Throughout each session, I ensure that the activities are based around the needs and wants of the service user (RCOT 2.1.1, RCOT 2.1.3, HCPC 2.2). Before each session, I plan some activities that I believe will support the young person to engage with me during the session. When planning these activities, I consider the information provided on person’s ‘All About Me’ form, as well as the person’s hopes, wants and needs which have been identified by their family in order to determine the purpose of each activity (HCPC 1.2, RCOT 3.3.1). these activities are often analysed by the bOunceT team where we suggest ideas for grading up (making the activity more challenging) and grading down (making the activity easier). Although each session plan has a structure, I’m aware that things don’t always go to plan and I modify these activities based on the changing needs of each service user and what they would like to do, in order to increase their autonomy in sessions (RCOT 2.2.2, RCOT 3.2.1, HCPC 1.2, HCPC 1.3).

During each session, I record my observations by taking pictures of the service user and uploading them to EviSense (HCPC 10.1, HCPC 10.2, RCOT 2.6.1). I received consent for this as each parent/carer has filled out a disclaimer form which is kept securely in the service user’s file (HCPC 1.4, RCOT 2.6.1, RCOT 3.3.3). I write my notes in a SOAP note form and include descriptions of the session which are backed up by my professional reasoning and a plan for future sessions (RCOT 2.1.3, RCOT 2.6.1).

Throughout my placement, I have been carrying out report writing. In collaboration with my placement partner (HCPC 2.5, RCOT 5.4.4), I contributed to a Form 5 report. This is a standardised form that all children’s services use when producing a report from Team Around the Child meetings with Education (school), Social Work, Health, Third Sector (RCOT 5.1.2, HCPC 2.6, HCPC 3.3). The purpose of this report is to provide information to the service user’s school regarding their engagement with bOunceT which can be discussed during their TAC meeting (HCPC 2.6). Before sending this off to the multidisciplinary team (MDT) to include in the minutes that all relevant professionals would receive for that meeting, the OT team at bOunceT read over the report for additional compliance and to ensure it was up to standard (HCPC 3.5).

I have also utilised my time in the office to complete the Children’s Health Scotland – Children and Young People’s Health Rights – online training course (RCOT 5.1.1, RCOT 5.1.2, RCOT 5.3, HCPC 3.3, HCPC 3.4). This course has given me a better understanding of how a rights-based approach in the workplace can help support children and young people’s wellbeing. The course went into depth about how the European Association for Children in Hospital (EACH) sets out to make awareness of the rights of children and young people which are related to the underpinning principles of the UN Convention on the Rights of the Child (UNCRC). These core principles and rights from the UNCRC can be linked to the practice caried out at bOunceT (RCOT 5.1.2). This includes children’s rights to equality (RCOT 2.3.2, HCPC 1.5), the best interests of the child to be the primary consideration (HCPC 1) and the right of a child to engage in recreation and play. The GIRFEC (getting it right for every child) approach which is based off of the UNCRC values is also incorporated into the work carried out at bOunceT (RCOT 5.1.2, RCOT 2.2.1). The wellbeing of each child is at the heart of this approach and is detailed using the eight indicators (SHANARRI) which should be referred to at home, in school and in the community. At bOunceT we ensure that the wellbeing of each child is always being considered (RCOT 2.1.4, HCPC 1.3) and we refer to the SHANARRI wheel within the work we carry out.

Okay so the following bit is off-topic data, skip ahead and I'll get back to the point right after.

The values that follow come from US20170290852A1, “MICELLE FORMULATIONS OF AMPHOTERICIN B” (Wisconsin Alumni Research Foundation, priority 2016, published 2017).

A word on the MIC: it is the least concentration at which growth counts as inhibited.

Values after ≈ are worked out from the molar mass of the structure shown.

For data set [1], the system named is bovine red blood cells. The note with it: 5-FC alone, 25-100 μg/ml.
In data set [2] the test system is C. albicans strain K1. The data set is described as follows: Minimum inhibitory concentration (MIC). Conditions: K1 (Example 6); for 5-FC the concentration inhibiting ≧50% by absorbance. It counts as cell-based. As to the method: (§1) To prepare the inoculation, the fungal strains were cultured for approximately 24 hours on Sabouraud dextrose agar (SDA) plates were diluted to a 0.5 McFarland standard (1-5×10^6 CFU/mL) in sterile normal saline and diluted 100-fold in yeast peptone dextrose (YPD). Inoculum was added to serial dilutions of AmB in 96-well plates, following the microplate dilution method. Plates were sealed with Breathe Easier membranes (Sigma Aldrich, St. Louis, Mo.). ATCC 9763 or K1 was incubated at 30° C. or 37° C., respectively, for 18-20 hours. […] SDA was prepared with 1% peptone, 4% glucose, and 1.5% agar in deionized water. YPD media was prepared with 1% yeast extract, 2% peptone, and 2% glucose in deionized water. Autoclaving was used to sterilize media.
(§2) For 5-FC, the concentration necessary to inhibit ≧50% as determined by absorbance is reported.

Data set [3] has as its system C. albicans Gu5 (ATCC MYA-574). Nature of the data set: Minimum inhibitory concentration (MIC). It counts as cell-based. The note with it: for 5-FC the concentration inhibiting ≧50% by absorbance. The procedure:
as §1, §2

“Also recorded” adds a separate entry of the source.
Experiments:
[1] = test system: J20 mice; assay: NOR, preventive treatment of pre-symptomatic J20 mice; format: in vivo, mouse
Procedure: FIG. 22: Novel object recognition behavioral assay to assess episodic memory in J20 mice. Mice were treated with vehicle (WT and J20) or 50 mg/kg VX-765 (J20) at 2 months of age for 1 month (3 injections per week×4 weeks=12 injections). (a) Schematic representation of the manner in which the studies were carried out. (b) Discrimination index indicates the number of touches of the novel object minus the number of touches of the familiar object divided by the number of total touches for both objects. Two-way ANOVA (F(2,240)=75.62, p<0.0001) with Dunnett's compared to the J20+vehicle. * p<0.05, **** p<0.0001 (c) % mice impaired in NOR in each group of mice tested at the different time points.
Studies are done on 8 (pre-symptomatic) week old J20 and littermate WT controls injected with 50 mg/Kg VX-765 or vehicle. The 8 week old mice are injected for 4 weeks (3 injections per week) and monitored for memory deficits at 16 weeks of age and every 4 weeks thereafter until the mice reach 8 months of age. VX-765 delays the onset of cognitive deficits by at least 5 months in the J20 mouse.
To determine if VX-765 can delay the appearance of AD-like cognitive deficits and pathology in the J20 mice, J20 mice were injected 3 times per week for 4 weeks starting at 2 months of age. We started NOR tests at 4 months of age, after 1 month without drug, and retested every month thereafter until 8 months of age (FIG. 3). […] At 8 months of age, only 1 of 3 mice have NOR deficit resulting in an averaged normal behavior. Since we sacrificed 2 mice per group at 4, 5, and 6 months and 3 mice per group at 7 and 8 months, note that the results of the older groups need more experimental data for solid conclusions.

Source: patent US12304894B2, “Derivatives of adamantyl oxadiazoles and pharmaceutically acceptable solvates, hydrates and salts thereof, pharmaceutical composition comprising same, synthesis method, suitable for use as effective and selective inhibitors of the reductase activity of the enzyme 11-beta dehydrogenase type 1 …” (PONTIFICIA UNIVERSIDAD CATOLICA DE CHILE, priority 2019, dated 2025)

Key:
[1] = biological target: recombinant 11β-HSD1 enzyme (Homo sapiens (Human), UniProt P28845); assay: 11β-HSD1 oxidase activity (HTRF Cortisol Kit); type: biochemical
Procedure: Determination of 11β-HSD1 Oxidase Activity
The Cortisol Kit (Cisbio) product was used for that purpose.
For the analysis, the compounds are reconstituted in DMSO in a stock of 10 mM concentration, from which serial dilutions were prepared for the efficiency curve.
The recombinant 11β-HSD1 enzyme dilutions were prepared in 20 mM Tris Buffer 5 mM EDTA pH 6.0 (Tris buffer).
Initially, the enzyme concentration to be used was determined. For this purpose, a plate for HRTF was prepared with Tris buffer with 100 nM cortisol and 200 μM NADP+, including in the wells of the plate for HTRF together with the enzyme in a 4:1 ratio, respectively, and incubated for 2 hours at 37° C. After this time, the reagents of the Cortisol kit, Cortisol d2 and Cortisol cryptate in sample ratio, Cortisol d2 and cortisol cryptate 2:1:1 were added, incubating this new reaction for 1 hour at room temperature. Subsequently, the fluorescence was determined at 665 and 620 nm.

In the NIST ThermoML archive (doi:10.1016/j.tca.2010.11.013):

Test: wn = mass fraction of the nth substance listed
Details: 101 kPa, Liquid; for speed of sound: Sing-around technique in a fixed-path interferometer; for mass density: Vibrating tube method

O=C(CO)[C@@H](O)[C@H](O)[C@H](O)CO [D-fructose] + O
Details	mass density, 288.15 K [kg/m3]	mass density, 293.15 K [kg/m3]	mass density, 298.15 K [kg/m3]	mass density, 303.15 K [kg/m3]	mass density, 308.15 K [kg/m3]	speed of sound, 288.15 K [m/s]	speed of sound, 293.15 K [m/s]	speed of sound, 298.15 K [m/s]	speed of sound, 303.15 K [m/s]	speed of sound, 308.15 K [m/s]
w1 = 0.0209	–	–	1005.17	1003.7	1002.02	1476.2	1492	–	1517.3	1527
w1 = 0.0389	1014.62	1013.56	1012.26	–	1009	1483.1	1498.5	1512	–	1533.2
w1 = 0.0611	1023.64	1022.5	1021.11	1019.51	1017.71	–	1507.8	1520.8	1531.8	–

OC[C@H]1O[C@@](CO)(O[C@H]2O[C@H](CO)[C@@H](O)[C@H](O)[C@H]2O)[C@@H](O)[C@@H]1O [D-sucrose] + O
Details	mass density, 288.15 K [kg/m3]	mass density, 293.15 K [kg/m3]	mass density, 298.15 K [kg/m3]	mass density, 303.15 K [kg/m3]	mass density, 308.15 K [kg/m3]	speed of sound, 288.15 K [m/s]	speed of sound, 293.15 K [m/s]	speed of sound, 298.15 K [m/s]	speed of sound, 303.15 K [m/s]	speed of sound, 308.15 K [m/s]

From my reflections of my placement, I have identified that I am constantly relating to HCPC and RCOT guidelines, sometimes without even realising it! I found this task of identifying these values and principles in my practice to be very eye opening and informative, as often, placement can be so busy and hectic that I lose sight of the core values and beliefs of occupational therapy. I feel like I have learned a lot from analysing the guidelines set out from my regulatory body and I plan on becoming more mindful of these values and principles in my future practice.

Thank you for spending the time reading my blog and I hope it has helped you consider how you adhere to these guidelines in your everyday life/practice. It’s hard to believe that my time on placement at bOunceT is coming to an end but keep an eye out for my next and final blog where I will be reflecting on my overall experience at bOunceT.

Chat again soon,

Andraya 🙂